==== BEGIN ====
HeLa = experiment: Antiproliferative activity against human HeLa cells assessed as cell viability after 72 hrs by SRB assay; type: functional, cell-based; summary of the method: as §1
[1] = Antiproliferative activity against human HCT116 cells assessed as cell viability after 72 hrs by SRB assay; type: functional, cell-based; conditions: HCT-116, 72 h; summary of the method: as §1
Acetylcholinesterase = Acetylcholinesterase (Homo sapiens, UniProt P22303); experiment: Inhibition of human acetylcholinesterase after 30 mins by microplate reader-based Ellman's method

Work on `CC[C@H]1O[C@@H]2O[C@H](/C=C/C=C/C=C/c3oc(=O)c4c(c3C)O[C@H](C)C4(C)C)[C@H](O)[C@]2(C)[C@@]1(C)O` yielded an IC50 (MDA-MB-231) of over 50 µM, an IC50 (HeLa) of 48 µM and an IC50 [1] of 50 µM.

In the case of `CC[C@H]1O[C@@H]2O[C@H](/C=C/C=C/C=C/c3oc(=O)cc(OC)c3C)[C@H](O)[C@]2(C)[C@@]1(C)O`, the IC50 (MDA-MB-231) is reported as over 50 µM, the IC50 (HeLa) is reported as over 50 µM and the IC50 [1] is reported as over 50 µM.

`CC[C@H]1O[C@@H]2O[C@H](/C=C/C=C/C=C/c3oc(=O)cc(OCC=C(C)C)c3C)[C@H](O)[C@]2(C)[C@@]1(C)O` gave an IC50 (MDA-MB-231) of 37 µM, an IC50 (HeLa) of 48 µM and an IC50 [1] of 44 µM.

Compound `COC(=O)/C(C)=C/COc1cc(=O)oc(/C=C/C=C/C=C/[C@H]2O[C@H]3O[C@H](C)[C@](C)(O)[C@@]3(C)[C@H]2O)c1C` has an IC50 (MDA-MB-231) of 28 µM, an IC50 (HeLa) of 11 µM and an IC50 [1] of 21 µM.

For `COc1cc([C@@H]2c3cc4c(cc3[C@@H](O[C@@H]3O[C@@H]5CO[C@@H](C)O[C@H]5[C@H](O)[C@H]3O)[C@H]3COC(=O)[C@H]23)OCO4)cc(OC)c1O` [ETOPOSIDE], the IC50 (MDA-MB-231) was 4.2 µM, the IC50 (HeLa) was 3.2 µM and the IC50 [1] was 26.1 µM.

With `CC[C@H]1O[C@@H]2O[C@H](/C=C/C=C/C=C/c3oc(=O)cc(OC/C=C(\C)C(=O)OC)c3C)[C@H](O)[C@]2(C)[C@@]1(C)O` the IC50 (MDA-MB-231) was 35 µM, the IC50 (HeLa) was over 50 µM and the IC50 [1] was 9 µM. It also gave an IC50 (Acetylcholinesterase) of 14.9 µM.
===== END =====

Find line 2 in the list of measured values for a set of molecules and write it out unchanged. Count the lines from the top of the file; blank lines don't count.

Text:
[1] = Antiproliferative activity against human HCT116 cells assessed as cell viability after 72 hrs by SRB assay; type: functional, cell-based; conditions: HCT-116, 72 h; summary of the method: as §1